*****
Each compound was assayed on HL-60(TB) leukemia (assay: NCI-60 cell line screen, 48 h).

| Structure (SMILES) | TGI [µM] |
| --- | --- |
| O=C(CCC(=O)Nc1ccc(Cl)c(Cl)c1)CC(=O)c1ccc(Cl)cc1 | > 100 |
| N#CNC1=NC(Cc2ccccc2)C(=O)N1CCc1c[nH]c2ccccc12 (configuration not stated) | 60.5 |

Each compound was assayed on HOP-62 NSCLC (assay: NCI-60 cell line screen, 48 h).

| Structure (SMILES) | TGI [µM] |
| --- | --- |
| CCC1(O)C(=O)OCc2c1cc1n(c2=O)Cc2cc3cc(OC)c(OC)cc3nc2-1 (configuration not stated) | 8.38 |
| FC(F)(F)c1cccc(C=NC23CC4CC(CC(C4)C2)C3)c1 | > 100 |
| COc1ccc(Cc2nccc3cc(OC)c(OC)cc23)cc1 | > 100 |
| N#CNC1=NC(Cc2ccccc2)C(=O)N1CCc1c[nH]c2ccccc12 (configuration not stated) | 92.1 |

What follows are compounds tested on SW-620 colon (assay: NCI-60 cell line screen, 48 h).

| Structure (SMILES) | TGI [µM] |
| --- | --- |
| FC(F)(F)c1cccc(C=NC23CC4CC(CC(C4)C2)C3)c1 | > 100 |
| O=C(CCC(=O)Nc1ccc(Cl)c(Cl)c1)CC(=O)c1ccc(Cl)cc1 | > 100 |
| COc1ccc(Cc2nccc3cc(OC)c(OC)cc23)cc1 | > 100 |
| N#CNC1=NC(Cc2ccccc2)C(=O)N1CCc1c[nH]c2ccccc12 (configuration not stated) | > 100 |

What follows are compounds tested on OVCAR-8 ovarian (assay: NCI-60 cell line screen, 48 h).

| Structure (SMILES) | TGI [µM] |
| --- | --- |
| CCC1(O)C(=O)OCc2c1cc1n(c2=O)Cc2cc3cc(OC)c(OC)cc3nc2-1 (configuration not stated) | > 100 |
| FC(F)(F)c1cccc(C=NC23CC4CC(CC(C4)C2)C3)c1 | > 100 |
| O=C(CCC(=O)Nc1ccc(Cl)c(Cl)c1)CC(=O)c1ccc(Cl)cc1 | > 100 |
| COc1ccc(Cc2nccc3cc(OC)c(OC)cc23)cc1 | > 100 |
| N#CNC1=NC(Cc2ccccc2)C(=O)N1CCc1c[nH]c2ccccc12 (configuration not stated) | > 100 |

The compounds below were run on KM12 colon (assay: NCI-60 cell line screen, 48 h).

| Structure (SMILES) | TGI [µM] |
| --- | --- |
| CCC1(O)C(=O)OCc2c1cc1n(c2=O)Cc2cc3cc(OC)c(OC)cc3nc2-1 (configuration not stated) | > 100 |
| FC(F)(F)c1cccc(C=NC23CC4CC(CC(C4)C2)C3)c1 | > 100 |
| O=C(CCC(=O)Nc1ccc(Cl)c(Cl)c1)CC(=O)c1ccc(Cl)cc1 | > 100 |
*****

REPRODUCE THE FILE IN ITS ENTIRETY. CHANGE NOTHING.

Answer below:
Each compound was assayed on HL-60(TB) leukemia (assay: NCI-60 cell line screen, 48 h).

| Structure (SMILES) | TGI [µM] |
| --- | --- |
| O=C(CCC(=O)Nc1ccc(Cl)c(Cl)c1)CC(=O)c1ccc(Cl)cc1 | > 100 |
| N#CNC1=NC(Cc2ccccc2)C(=O)N1CCc1c[nH]c2ccccc12 (configuration not stated) | 60.5 |

Each compound was assayed on HOP-62 NSCLC (assay: NCI-60 cell line screen, 48 h).

| Structure (SMILES) | TGI [µM] |
| --- | --- |
| CCC1(O)C(=O)OCc2c1cc1n(c2=O)Cc2cc3cc(OC)c(OC)cc3nc2-1 (configuration not stated) | 8.38 |
| FC(F)(F)c1cccc(C=NC23CC4CC(CC(C4)C2)C3)c1 | > 100 |
| COc1ccc(Cc2nccc3cc(OC)c(OC)cc23)cc1 | > 100 |
| N#CNC1=NC(Cc2ccccc2)C(=O)N1CCc1c[nH]c2ccccc12 (configuration not stated) | 92.1 |

What follows are compounds tested on SW-620 colon (assay: NCI-60 cell line screen, 48 h).

| Structure (SMILES) | TGI [µM] |
| --- | --- |
| FC(F)(F)c1cccc(C=NC23CC4CC(CC(C4)C2)C3)c1 | > 100 |
| O=C(CCC(=O)Nc1ccc(Cl)c(Cl)c1)CC(=O)c1ccc(Cl)cc1 | > 100 |
| COc1ccc(Cc2nccc3cc(OC)c(OC)cc23)cc1 | > 100 |
| N#CNC1=NC(Cc2ccccc2)C(=O)N1CCc1c[nH]c2ccccc12 (configuration not stated) | > 100 |

What follows are compounds tested on OVCAR-8 ovarian (assay: NCI-60 cell line screen, 48 h).

| Structure (SMILES) | TGI [µM] |
| --- | --- |
| CCC1(O)C(=O)OCc2c1cc1n(c2=O)Cc2cc3cc(OC)c(OC)cc3nc2-1 (configuration not stated) | > 100 |
| FC(F)(F)c1cccc(C=NC23CC4CC(CC(C4)C2)C3)c1 | > 100 |
| O=C(CCC(=O)Nc1ccc(Cl)c(Cl)c1)CC(=O)c1ccc(Cl)cc1 | > 100 |
| COc1ccc(Cc2nccc3cc(OC)c(OC)cc23)cc1 | > 100 |
| N#CNC1=NC(Cc2ccccc2)C(=O)N1CCc1c[nH]c2ccccc12 (configuration not stated) | > 100 |

The compounds below were run on KM12 colon (assay: NCI-60 cell line screen, 48 h).

| Structure (SMILES) | TGI [µM] |
| --- | --- |
| CCC1(O)C(=O)OCc2c1cc1n(c2=O)Cc2cc3cc(OC)c(OC)cc3nc2-1 (configuration not stated) | > 100 |
| FC(F)(F)c1cccc(C=NC23CC4CC(CC(C4)C2)C3)c1 | > 100 |
| O=C(CCC(=O)Nc1ccc(Cl)c(Cl)c1)CC(=O)c1ccc(Cl)cc1 | > 100 |